Choose your own adventure. Zanzibar has become host to a handful of East Africa’s most posh luxury resorts, which can be a jarring contrast to what is an otherwise quiet, economically-challenged island (the average Zanzibari makes less than $1 a day). If you’re looking for a beach escape with other Westerners, head north to Nungwi and Kendwa, where you’ll find the same all-inclusive packages and beach discos you’ll find in most other warm parts of the world. For a slightly more Zanzibari experience, try quieter towns like Bwejuu or Jambiani where your slice of island paradise is mixed with the rhythms of village life.
Zanzibar has two rainy seasons. Every year, there are the long rains and the short rains. On the heels of the blazing and seriously sweaty East African summer, Zanzibar’s long rainy season lasts roughly from March until May. Booking a trip during this period if you’re set on a beach holiday is not a good idea; the islands get hit with some pretty epic monsoons that will quite literally dump on your beach time. The short rains generally take place between November and December, but aren’t nearly as intense—they tend to show up in short and torrential bursts, then quickly fade back to blue skies.
Taste the world. Zanzibar has had many rulers over the centuries, and its long, tragic history has created one of Africa’s most interesting cuisines. This is the original fusion food, a delicious mash-up of Indian, Arab, Chinese, Portuguese and African cooking traditions, all driven by the constant presence of spice (these are known as the Spice Islands, after all, where cloves, cinnamon, black pepper and nutmeg come straight from the source.) Try African ugali, Indian chapatti, Swahili curries, and eat as much fresh seafood as humanly possible. Look for island specialties like octopus curry and urojo, a turmeric and coconut-based soup with crispy fritters and spiced potatoes that seems to have the island’s entire history contained within its broth. If you want to try these recipes at home, head to Darajani market, the main Bazaar, where locals shop for groceries – but get there early, before the heat rolls in.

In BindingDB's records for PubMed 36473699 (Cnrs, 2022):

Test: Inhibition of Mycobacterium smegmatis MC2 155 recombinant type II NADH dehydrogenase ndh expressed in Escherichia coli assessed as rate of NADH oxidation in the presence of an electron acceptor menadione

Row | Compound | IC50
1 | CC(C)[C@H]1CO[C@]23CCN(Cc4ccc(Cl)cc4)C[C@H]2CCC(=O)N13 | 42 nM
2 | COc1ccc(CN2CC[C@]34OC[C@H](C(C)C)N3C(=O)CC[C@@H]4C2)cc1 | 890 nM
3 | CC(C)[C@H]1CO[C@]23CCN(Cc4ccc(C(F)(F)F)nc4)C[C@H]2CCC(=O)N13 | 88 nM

In Zanzibar, it’s possible to drink, and it’s fine to wear beach clothes in the right places. That said, there are times and places when neither is appropriate. Skimpy clothing and drunken slurring through Stone Town is best avoided. There are a few bars in Stone Town, and you can drink in tourist and ex-pat restaurants and in fancier hotels in town and on the coast, but remember that the waiter serving you probably does not drink, so cut them some slack if their wine-bottle opening isn’t the most graceful. There are only a couple stores in Stone Town that sell booze, and it’s a good idea to bring your own bag so you’re not brandishing a bottle of gin on the streets.
BLess your moment with Zanzibar Tea. Drinking culture is not just for rooftops and beach bars. The local tea scene is a good way to meet people that actually live on the islands, not simply passing through. Try the tangawizi (ginger) chai, and add vanilla if possible. Grabbing a mug of hot and spicy tea on the side of the road is a good way to people watch. Most tea stands or carts start serving once the sun has gone down. If you’re in Stone Town, ask around for the nearest Babu Chai, and someone should be able to point you in the right direction.